Want to change the world?
Get better at ‘Sky to Ground’ thinking
Are any of these familiar?
* Unfinished business projects
* Initiatives that fail to create the breakthrough that was expected
* Silo behaviour that slows down agility and adaptability
Each of these may well be a sign of the inability of leaders and teams to apply the fascinating and emerging concept of ‘Sky to Ground’ thinking to business challenges.
What is Sky to Ground?
Sky to Ground is the capability to think and act from broad vision and context through to intricate detail and back again on any type of business initiative. That means anything from clear specifications to blue sky concepts.
The need for this style of thinking and action is nicely captured in the comment by the CEO of a Bank, ‘We need to do three things at once: Keep the lights on, deliver the transformation agenda and find a way to leverage and disrupt all that.’
The diagram below highlights the elements of Sky to Ground in an-easy-to-understand model that describes the typical activities in four quadrants.
The harsh reality
Most leadership teams need only a cursory glance at the Sky to Ground model to realise why they have uncompleted initiatives, failure to achieve breakthrough solutions and frustrations between technical functions (business units).
The Head of People and Performance at one of the nation’s leading Universities remarked, ‘What else can we expect when treat adaptive challenges as technical, we give protective ownership to experts in silos, and we don’t challenge each other to take our priorities from Sky to Ground?’
It is not surprising that leading organisations are seeking better ways to build the capabilities to think and act Sky to Ground.
Better than a known way
A t least two Universities, some internationally-focused businesses and even Government agencies have launched Sky to Ground initiatives. Most are following a four step approach:
Step 1. Give Accountability to small smart Teams
Form teams of no more than 8 people and give the leader single point accountability to take a selected initiative from ‘Sky to Ground’.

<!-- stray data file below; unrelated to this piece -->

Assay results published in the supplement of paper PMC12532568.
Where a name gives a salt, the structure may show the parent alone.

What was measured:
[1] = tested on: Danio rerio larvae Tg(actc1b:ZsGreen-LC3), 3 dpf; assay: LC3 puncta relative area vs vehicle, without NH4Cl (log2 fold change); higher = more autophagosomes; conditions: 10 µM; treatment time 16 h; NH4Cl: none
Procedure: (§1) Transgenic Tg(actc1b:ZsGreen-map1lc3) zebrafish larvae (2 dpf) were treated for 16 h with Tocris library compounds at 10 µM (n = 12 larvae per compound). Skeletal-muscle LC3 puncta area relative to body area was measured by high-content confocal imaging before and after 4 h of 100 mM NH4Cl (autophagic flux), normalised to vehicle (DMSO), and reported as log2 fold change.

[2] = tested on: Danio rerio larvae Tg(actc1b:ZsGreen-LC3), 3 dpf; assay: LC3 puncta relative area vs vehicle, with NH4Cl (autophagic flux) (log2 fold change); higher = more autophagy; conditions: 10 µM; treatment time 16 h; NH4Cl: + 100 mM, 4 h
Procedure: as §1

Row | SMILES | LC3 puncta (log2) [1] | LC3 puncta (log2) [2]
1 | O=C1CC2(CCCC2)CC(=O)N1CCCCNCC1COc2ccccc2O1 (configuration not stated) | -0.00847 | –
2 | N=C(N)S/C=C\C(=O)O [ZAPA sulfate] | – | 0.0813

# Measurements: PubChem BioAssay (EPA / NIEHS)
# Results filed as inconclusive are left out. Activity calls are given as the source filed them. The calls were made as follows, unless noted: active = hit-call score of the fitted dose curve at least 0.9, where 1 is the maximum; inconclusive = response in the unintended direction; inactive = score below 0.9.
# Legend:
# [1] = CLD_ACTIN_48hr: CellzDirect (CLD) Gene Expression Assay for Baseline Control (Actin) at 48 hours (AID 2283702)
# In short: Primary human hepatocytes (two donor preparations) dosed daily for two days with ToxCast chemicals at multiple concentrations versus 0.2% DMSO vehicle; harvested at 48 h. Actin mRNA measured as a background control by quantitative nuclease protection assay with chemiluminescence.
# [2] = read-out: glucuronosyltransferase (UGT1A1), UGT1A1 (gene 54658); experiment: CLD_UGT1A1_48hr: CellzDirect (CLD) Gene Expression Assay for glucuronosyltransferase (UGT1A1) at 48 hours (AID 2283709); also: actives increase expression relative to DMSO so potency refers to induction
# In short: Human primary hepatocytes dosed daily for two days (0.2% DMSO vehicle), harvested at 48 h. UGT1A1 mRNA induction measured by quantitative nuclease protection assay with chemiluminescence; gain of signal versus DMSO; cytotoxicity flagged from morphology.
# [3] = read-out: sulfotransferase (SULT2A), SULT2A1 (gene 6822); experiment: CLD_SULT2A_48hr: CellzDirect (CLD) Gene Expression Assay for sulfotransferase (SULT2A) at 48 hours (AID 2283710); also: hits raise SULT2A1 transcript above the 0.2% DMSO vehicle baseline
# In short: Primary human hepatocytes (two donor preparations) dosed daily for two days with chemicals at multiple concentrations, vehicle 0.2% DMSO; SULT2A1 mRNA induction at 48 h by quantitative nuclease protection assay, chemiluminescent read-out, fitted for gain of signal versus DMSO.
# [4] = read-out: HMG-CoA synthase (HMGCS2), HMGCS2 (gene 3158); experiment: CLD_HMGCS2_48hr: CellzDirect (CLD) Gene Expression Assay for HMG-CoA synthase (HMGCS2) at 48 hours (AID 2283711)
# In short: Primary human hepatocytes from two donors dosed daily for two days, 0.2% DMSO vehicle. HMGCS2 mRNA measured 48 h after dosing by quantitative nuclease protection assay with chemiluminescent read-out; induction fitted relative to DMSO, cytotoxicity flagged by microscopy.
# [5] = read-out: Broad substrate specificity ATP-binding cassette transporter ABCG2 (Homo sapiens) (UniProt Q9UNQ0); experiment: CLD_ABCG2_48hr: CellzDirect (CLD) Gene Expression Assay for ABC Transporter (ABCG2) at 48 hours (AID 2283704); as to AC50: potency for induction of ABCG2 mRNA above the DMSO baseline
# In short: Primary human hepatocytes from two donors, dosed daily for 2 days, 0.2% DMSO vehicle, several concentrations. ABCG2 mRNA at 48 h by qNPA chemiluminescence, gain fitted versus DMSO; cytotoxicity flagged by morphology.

Step 2. Create the Performance and Learning Loop
Set up the team to learn and adapt fast while managing risk and return. Do this by defining an operating framework and rhythm built on a nimble learning loop which includes planning, co-creation, debriefing and adapting.
Step 3. Instil Core Capabilities
People need core capabilities that enable the team to move ‘Sky to Ground/Ground to Sky’ as fast as the business environment requires.
These are capabilities that enable people to expand their capability to move across the four dimensions while leveraging others’ capabilities so they can genuinely work Sky to Ground, such as:
1. Co-creation: How to engage with colleagues and teams to enable genuine co-creation
2. Problem solving and decision making: How to embed shared language and tools
3. Self awareness: How to gather feedback that boosts awareness of Sky to Ground strengths, weaknesses and impacts on colleagues.
4. Fast learning: How to embed action debriefing and reflection into daily activities
Step 4. Drive change in defined blocks of time
Give the initiative in a tight deadline to provide focus on task and capability development. (Most programs are defined in 90 day activities or increments because teams have time to deliver results and to gain capabilities and learnings.)
Provide support from a coach and use engagement platforms such as social business toolkits like Think One Team to support these adaptive initiatives in better ways than currently happens with standard intranets.
Impact and opportunity
Sky to Ground initiatives have substantial impact on organisations because many more people are engaged by the ‘small smart team’ in co-creation activities.
This spreads the methodology and tools in a much faster and potentially more powerful way than current leadership and team development approaches, while delivering business results at the same time.
Here are a few questions to reflect on for your team:
* How nimble is your organisation at moving between the quadrants in the Sky to Ground model?
* What strengths and gaps does this model suggest about your managers and team leaders?
* How can you develop Sky to Ground capabilities by using real business initiatives?
Perhaps it is time for you and your colleagues to spend a few hours working through this opportunity: from Sky to Ground!!
Graham Winter is an Australian Psychologist and best-selling author of Think One Team and First Be Nimble.
To contact Graham, visit www.thinkoneteam.com
This article was first published in the HR Director magazine in March 2015.